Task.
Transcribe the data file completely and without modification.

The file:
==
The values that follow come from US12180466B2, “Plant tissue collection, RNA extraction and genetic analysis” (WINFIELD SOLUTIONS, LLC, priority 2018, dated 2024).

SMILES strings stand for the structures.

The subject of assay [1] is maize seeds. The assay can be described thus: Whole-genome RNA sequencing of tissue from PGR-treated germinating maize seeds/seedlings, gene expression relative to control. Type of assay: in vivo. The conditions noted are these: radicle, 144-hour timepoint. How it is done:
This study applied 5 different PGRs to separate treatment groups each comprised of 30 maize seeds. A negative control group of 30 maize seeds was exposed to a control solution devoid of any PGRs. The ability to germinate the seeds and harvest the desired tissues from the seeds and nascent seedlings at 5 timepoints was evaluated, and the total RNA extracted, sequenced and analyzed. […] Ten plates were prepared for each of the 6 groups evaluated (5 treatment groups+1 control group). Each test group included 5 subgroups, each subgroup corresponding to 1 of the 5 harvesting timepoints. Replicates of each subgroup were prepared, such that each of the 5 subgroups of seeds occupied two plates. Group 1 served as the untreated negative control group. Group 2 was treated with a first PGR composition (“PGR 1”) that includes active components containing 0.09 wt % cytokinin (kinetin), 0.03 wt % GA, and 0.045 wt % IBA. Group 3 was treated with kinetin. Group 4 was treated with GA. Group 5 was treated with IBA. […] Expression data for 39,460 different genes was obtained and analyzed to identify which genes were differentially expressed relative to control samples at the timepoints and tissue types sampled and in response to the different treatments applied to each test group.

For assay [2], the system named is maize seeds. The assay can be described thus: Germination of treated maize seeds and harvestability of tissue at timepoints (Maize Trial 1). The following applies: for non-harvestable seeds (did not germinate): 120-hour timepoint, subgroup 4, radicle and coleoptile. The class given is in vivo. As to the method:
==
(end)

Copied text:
The values that follow come from US12180466B2, “Plant tissue collection, RNA extraction and genetic analysis” (WINFIELD SOLUTIONS, LLC, priority 2018, dated 2024).

SMILES strings stand for the structures.

The subject of assay [1] is maize seeds. The assay can be described thus: Whole-genome RNA sequencing of tissue from PGR-treated germinating maize seeds/seedlings, gene expression relative to control. Type of assay: in vivo. The conditions noted are these: radicle, 144-hour timepoint. How it is done:
This study applied 5 different PGRs to separate treatment groups each comprised of 30 maize seeds. A negative control group of 30 maize seeds was exposed to a control solution devoid of any PGRs. The ability to germinate the seeds and harvest the desired tissues from the seeds and nascent seedlings at 5 timepoints was evaluated, and the total RNA extracted, sequenced and analyzed. […] Ten plates were prepared for each of the 6 groups evaluated (5 treatment groups+1 control group). Each test group included 5 subgroups, each subgroup corresponding to 1 of the 5 harvesting timepoints. Replicates of each subgroup were prepared, such that each of the 5 subgroups of seeds occupied two plates. Group 1 served as the untreated negative control group. Group 2 was treated with a first PGR composition (“PGR 1”) that includes active components containing 0.09 wt % cytokinin (kinetin), 0.03 wt % GA, and 0.045 wt % IBA. Group 3 was treated with kinetin. Group 4 was treated with GA. Group 5 was treated with IBA. […] Expression data for 39,460 different genes was obtained and analyzed to identify which genes were differentially expressed relative to control samples at the timepoints and tissue types sampled and in response to the different treatments applied to each test group.

For assay [2], the system named is maize seeds. The assay can be described thus: Germination of treated maize seeds and harvestability of tissue at timepoints (Maize Trial 1). The following applies: for non-harvestable seeds (did not germinate): 120-hour timepoint, subgroup 4, radicle and coleoptile. The class given is in vivo. As to the method: